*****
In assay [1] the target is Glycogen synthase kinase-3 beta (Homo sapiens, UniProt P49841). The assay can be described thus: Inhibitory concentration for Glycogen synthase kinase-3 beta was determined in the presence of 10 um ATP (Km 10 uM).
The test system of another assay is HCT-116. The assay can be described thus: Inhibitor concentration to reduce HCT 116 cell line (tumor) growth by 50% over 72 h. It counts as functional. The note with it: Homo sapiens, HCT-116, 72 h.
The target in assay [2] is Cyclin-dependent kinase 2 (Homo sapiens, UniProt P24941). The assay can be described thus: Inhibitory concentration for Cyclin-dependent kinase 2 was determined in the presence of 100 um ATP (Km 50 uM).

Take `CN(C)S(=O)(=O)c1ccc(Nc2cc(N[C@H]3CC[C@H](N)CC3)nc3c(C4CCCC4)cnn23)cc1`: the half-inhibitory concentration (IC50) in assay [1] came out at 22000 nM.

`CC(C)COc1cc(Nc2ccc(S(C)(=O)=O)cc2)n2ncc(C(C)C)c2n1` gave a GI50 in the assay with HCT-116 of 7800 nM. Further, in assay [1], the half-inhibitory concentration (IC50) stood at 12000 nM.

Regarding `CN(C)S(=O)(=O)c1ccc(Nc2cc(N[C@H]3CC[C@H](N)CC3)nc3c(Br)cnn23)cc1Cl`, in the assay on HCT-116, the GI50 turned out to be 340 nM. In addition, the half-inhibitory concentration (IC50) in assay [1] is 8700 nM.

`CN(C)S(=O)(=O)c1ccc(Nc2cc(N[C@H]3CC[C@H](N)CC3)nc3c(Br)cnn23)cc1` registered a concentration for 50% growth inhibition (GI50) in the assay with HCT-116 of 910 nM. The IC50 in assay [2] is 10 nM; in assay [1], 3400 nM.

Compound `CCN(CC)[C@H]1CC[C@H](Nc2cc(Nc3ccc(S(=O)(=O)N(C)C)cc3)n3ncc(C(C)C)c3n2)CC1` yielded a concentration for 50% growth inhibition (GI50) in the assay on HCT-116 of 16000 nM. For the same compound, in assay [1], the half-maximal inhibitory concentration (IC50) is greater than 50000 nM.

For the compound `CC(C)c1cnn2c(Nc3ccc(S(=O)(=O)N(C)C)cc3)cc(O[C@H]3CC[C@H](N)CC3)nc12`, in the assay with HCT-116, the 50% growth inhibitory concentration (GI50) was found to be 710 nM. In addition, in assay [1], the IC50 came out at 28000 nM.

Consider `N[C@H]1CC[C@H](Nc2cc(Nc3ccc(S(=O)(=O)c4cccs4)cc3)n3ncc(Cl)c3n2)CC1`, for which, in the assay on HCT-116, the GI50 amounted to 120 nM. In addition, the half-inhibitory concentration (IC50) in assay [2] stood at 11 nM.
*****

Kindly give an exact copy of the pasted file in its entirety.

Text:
In assay [1] the target is Glycogen synthase kinase-3 beta (Homo sapiens, UniProt P49841). The assay can be described thus: Inhibitory concentration for Glycogen synthase kinase-3 beta was determined in the presence of 10 um ATP (Km 10 uM).
The test system of another assay is HCT-116. The assay can be described thus: Inhibitor concentration to reduce HCT 116 cell line (tumor) growth by 50% over 72 h. It counts as functional. The note with it: Homo sapiens, HCT-116, 72 h.
The target in assay [2] is Cyclin-dependent kinase 2 (Homo sapiens, UniProt P24941). The assay can be described thus: Inhibitory concentration for Cyclin-dependent kinase 2 was determined in the presence of 100 um ATP (Km 50 uM).

Take `CN(C)S(=O)(=O)c1ccc(Nc2cc(N[C@H]3CC[C@H](N)CC3)nc3c(C4CCCC4)cnn23)cc1`: the half-inhibitory concentration (IC50) in assay [1] came out at 22000 nM.

`CC(C)COc1cc(Nc2ccc(S(C)(=O)=O)cc2)n2ncc(C(C)C)c2n1` gave a GI50 in the assay with HCT-116 of 7800 nM. Further, in assay [1], the half-inhibitory concentration (IC50) stood at 12000 nM.

Regarding `CN(C)S(=O)(=O)c1ccc(Nc2cc(N[C@H]3CC[C@H](N)CC3)nc3c(Br)cnn23)cc1Cl`, in the assay on HCT-116, the GI50 turned out to be 340 nM. In addition, the half-inhibitory concentration (IC50) in assay [1] is 8700 nM.

`CN(C)S(=O)(=O)c1ccc(Nc2cc(N[C@H]3CC[C@H](N)CC3)nc3c(Br)cnn23)cc1` registered a concentration for 50% growth inhibition (GI50) in the assay with HCT-116 of 910 nM. The IC50 in assay [2] is 10 nM; in assay [1], 3400 nM.

Compound `CCN(CC)[C@H]1CC[C@H](Nc2cc(Nc3ccc(S(=O)(=O)N(C)C)cc3)n3ncc(C(C)C)c3n2)CC1` yielded a concentration for 50% growth inhibition (GI50) in the assay on HCT-116 of 16000 nM. For the same compound, in assay [1], the half-maximal inhibitory concentration (IC50) is greater than 50000 nM.

For the compound `CC(C)c1cnn2c(Nc3ccc(S(=O)(=O)N(C)C)cc3)cc(O[C@H]3CC[C@H](N)CC3)nc12`, in the assay with HCT-116, the 50% growth inhibitory concentration (GI50) was found to be 710 nM. In addition, in assay [1], the IC50 came out at 28000 nM.

Consider `N[C@H]1CC[C@H](Nc2cc(Nc3ccc(S(=O)(=O)c4cccs4)cc3)n3ncc(Cl)c3n2)CC1`, for which, in the assay on HCT-116, the GI50 amounted to 120 nM. In addition, the half-inhibitory concentration (IC50) in assay [2] stood at 11 nM.